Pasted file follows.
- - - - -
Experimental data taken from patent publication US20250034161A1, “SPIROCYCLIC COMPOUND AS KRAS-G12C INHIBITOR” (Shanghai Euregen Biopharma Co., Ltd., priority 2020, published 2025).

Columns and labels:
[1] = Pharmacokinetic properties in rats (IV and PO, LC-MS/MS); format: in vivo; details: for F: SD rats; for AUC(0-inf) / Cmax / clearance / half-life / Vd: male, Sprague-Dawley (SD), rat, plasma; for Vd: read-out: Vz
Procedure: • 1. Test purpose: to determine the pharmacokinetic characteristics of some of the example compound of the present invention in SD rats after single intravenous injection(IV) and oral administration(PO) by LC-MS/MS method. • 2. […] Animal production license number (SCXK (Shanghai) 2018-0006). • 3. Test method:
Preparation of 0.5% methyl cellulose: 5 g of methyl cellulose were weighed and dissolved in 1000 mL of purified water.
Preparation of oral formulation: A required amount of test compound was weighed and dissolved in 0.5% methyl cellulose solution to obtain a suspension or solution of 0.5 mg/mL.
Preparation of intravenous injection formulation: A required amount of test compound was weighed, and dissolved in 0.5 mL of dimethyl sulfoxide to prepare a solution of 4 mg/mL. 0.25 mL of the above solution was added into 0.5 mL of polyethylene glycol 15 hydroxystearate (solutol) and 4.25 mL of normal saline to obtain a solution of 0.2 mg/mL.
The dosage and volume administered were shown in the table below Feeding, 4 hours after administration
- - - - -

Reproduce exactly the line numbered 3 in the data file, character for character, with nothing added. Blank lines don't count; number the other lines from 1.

[1] = Pharmacokinetic properties in rats (IV and PO, LC-MS/MS); format: in vivo; details: for F: SD rats; for AUC(0-inf) / Cmax / clearance / half-life / Vd: male, Sprague-Dawley (SD), rat, plasma; for Vd: read-out: Vz